When we think of censorship, we think of totalitarian states exercising violent control over their population, crushing dissent and stifling the press. Against such an adversary, technologies that provide censorship resistance seem like a positive step forward, since they promote individual liberty and human rights.
However, often the adversary is not a totalitarian state, but other users. Censorship resistance means that anybody can say anything, without suffering consequences. And unfortunately there are a lot of people out there who say and do rather horrible things. Thus, as soon as a censorship-resistant social network becomes sufficiently popular, I expect that it will be filled with messages from spammers, neo-nazis, and child pornographers (or any other type of content that you consider despicable). One person’s freedom from violence is another person’s censorship, and thus, a system that emphasises censorship resistance will inevitably invite violence against some people.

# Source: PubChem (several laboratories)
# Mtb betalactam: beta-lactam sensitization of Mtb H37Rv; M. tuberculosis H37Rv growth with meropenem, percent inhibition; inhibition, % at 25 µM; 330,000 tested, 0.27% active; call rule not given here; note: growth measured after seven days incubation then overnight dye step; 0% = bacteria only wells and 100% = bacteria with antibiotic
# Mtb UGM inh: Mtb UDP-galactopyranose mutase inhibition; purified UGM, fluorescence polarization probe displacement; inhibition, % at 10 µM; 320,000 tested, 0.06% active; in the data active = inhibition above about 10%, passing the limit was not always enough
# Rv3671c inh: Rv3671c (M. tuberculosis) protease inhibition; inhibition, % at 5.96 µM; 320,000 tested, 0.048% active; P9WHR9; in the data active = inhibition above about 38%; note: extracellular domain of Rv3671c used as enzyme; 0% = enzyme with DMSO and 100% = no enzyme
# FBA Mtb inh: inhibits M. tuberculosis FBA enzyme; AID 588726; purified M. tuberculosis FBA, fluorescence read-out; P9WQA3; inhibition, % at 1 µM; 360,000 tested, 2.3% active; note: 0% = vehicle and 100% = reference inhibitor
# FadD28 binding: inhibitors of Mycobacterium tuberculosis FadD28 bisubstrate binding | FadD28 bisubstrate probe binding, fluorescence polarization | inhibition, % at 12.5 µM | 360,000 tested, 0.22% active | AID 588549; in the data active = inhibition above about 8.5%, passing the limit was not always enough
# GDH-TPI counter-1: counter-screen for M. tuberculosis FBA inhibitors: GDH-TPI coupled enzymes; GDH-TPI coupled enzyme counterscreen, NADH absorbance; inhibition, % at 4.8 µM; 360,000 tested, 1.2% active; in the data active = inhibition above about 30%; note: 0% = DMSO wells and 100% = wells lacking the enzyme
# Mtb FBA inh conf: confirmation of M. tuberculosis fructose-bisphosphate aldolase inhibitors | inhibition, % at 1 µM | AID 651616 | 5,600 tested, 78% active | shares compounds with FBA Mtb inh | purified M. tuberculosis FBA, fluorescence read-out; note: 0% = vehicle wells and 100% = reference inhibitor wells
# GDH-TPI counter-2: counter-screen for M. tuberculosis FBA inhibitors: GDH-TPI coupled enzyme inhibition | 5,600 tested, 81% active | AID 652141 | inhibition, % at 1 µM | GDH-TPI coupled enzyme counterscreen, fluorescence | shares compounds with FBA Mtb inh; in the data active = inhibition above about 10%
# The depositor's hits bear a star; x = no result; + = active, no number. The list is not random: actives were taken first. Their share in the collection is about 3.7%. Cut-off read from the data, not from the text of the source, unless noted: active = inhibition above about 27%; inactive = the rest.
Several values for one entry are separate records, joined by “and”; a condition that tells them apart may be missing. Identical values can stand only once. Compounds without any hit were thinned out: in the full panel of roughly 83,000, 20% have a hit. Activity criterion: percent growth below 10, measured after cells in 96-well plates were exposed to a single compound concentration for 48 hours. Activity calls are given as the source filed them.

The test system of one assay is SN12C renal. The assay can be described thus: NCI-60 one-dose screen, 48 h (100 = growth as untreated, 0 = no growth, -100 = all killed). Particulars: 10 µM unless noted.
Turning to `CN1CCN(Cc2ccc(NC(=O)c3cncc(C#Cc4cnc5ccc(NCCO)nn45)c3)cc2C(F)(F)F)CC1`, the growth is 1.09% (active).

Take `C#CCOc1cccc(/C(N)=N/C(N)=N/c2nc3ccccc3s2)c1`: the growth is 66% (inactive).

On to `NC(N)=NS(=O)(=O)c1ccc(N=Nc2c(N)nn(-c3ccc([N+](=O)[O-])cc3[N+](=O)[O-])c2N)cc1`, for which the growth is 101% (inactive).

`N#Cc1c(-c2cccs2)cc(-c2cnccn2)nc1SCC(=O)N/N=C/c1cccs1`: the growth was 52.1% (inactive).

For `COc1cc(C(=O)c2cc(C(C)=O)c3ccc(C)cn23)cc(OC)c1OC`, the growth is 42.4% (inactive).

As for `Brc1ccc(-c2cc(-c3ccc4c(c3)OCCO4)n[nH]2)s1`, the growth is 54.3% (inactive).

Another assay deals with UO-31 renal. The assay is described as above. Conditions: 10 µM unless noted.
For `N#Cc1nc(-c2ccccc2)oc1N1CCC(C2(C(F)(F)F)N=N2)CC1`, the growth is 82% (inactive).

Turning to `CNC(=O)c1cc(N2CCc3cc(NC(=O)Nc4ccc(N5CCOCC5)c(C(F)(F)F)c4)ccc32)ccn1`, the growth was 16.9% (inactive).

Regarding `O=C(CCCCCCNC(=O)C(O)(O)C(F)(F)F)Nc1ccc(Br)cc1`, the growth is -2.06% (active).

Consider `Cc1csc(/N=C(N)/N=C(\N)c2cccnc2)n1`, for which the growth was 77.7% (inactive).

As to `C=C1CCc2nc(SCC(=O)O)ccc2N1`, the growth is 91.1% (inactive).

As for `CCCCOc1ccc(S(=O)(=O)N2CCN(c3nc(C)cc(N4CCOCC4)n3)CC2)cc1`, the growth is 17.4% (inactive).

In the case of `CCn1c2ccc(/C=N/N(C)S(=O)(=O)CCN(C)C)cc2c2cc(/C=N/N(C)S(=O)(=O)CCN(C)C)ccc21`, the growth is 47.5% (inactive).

I fear that many decentralised web projects are designed for censorship resistance not so much because they deliberately want to become hubs for neo-nazis, but rather out of a kind of naive utopian belief that more speech is always better. But I think we have learnt in the last decade that this is not the case. If we want technologies to help build the type of society that we want to live in, then certain abusive types of behaviour must be restricted. Thus, content moderation is needed.
The difficulty of content moderation
If we want to declare some types of content as unacceptable, we need a process for distinguishing between acceptable and unacceptable material. But this is difficult. Where do you draw the line between healthy scepticism and harmful conspiracy theory? Where do you draw the line between healthy satire, using exaggeration for comic effect, and harmful misinformation? Between legitimate disagreement and harassment? Between honest misunderstanding and malicious misrepresentation?